This Sunday, the 8th of April, AT&T will start selling the Nokia Lumia 900 for just $99 with a 2 year contract. Design wise, it’s the Lumia 800, which itself is based on the Nokia N9, but with a 4.3 inch screen. Under the hood there’s a 4G LTE modem, but other than that … there’s nothing that makes this phone special. Consider this: The Nokia N9 was announced on June 21, 2011. That means that the Lumia 900 is using a design that for all intents and purposes is “old”. But forget about the design, I want to talk about software, and more importantly timing.
Windows 8, not Windows Phone 8, but Windows 8, the next version of Microsoft’s desktop operating system, is going to hit the market in October. The marketing campaign that’ll be behind it is going to be enormous, possibly several orders of magnitude more intense than whatever AT&T and Nokia are planning to do to promote the Lumia 900. Why is this important? Because people will see Windows 8, then they’ll see Windows Phone, and they’ll get it. They’ll see that the smartphone sitting on AT&T’s shelf has a connection to the computer that’s being advertised on TV.
And then there’s Windows Phone 8, codenamed Apollo. Rumor has it that it’s going to be announced in Q4 of this year and that devices running it will also be released during the same quarter. Assuming it’s going to be released during the same month as Windows 8, meaning October, that’s just half a year away.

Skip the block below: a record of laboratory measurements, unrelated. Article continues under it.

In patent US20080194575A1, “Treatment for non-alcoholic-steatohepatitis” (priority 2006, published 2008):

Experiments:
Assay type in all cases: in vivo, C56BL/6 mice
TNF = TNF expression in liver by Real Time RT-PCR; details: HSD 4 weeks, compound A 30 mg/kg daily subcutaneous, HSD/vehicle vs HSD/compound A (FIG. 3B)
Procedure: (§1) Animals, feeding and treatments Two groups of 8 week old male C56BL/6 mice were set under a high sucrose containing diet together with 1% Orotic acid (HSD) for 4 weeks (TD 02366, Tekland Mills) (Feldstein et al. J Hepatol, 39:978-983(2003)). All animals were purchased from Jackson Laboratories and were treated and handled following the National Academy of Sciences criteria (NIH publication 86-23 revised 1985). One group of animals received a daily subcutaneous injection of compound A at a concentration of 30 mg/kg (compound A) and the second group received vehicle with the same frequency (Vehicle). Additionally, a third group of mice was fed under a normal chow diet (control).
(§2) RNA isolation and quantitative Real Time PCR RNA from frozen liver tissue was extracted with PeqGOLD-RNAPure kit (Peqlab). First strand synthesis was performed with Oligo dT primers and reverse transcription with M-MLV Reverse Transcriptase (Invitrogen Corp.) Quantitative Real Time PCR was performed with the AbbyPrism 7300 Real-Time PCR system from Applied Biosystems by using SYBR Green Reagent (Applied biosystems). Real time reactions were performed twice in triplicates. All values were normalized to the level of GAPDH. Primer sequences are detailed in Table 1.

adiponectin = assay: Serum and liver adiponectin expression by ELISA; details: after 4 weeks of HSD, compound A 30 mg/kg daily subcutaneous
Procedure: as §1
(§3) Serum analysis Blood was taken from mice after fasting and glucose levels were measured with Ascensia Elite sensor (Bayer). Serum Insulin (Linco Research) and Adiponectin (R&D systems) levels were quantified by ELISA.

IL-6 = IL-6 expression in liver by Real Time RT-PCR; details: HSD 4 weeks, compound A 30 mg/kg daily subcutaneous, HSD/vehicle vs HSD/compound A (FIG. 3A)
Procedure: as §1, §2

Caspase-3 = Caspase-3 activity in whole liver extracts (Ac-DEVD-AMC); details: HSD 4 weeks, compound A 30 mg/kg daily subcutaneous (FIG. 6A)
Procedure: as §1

You’re telling me that Nokia couldn’t have waited six months to release a device that not only runs the next generation of Windows Phone, but also has the hardware specifications to compete with the latest and greatest Android devices? Yes, I know Windows Phone runs perfectly well on a single core processor with half a gigabyte of RAM, but most people compare numbers. Quad core is better than dual core, dual core is better than single core. It’s sad that marketing people have made the masses believe this, but it’s the reality we have to deal with.
Also, there’s an extremely high likelihood that today’s Windows Phones, as in every Windows Phone currently on the market, will not get updated to Windows Phone 8. Why? Because Windows Phone 8 will be based on a completely new kernel. This hasn’t been confirmed officially, but sources I’ve spoken to have said that this will indeed be the case.
So is it worth it for Nokia to release a smartphone today that uses a year old design and will be obsolete in just six months? In Europe and Asia, sure, why not, but in America? No. People will get the Lumia 900, they’ll realize Windows Phone Mango isn’t quite up to snuff, and they’ll promise themselves that they will never buy another Windows Phone.